Deputy Inspector Miltiadis Marmara, commanding officer of the NYPD’s 113th Precinct, found it very difficult to talk about plummeting crime statistics on Monday night.
“Every statistic is a person, or someone’s property,” he said. “Or someone’s 14-year-old daughter.”
Marmara was referring to D’aja Robinson, 14, who on Saturday became the first murder victim in the precinct in 2013 while on a Q6 bus on Sutphin Boulevard [see separate story].
The occasion was the monthly meeting of the 113th Precinct Community Council, which takes place at the Baisley Boulevard stationhouse in Jamaica.
NYPD Chief of Department Philip Banks III attended to update people on the investigation. The meeting began and ended with group prayers for Robinson’s family.
Statistics released on Monday show that for the 28-day period ending on Sunday, the precinct was down in every major category compared to the same 28-day period in 2012.
The 113th had two murders by this time last year. Shootings for the month-long period were at three, the same number as last year, though for the year the number has dropped by more than 50 percent, from 21 a year ago to 10.
Rapes were down from two to one, and robberies down significantly in the period from 40 to 18. Felony assaults and burglaries were down slightly, while grand larceny and stolen cars had steep drop-offs.
Grand larceny for the month fell from 42 to 31, while auto thefts dropped from 21 to five.
The grand larceny category involves, among other crimes, identity theft. And in an effort to keep that number going lower, the Council hosted a presentation from Eric Camp, an identity theft prevention expert.
“Everyone thinks identity theft means your credit cards,” Camp said. “But financial crimes make up only 28 percent of all identity theft cases.”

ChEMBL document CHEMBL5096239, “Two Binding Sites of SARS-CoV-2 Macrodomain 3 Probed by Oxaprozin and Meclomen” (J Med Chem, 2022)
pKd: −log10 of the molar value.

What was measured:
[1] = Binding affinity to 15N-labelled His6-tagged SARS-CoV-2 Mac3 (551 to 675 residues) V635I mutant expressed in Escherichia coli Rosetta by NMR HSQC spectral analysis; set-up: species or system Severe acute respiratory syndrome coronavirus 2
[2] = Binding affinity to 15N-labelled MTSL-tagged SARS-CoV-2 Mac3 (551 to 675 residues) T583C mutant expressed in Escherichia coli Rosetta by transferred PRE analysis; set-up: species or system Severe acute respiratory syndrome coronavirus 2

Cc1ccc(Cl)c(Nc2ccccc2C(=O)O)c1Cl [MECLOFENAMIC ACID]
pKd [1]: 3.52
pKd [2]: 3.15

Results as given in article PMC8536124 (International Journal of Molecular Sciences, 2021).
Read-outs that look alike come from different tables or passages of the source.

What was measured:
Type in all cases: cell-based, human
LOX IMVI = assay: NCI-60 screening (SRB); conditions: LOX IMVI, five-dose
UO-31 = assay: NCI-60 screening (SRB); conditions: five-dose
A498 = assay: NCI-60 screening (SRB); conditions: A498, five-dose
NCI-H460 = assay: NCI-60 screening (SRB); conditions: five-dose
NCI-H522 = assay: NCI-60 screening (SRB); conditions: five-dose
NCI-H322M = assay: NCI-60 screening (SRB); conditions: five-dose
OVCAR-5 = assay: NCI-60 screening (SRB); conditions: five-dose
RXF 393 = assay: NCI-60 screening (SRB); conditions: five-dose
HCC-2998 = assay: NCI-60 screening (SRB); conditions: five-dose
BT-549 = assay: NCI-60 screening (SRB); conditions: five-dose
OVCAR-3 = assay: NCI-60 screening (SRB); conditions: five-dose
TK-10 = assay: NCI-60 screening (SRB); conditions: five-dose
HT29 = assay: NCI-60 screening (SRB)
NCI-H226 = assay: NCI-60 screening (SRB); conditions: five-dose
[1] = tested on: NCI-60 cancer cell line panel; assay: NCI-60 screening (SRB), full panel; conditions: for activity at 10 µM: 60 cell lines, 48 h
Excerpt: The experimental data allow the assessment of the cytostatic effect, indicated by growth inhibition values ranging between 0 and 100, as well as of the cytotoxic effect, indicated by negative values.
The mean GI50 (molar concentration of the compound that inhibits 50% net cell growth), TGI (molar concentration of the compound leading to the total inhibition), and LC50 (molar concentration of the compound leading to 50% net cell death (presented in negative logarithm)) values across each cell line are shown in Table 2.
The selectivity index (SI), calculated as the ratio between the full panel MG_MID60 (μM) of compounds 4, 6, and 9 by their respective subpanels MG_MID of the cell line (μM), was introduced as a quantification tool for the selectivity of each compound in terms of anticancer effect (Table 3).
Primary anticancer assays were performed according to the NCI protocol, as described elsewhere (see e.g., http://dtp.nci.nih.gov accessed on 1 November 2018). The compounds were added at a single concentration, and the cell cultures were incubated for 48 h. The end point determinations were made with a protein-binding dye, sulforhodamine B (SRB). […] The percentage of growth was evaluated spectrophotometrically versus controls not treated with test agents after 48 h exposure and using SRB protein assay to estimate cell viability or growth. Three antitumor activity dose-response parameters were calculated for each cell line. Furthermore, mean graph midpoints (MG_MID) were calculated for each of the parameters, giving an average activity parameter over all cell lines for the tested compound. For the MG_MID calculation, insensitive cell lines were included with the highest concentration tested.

He said other major categories include driver’s licenses, social security numbers and instances where people receive medical treatment or commit crimes with another person’s identity.
“It can be cleared up,” he said. “But it can take a long time.”
He said regular safeguards can help, but that today, just about everyone has a virtual self through computerized bank and medical records, military and driver’s license records and criminal records.
Most in the room raised their hands when Camp asked if they got neighbors’ mail.
“And do you know what that means? “They’re getting yours,” he said. “And if they do not have the same level of integrity as you, they can fill out one of those credit card applications in your name.”
He also said people should leave their Social Security cards at home, rather than in their wallets.
“There is nowhere that accepts that as identification,” he said. “But if it is lost or stolen, someone now has your most important piece of information — your Social Security number.”
He also said to never give away personal information over the phone unless you are the one initiating the call.
Camp said crooks also will root through people’s garbage to garner information from papers that have not been destroyed.
He said even shredding documents with a conventional machine is not a guarantee of safety.
“Get a cross-cut shredder,” he said. “A regular shredder cuts paper into vertical strips. A cross-cut shredder turns it into confetti.”
Also, tearing an application up before throwing it out is not adequate.
He cited an example of a recent experiment where three torn-up credit card applications were pieced together and sent into the soliciting company.
“Two of them were approved,” he said.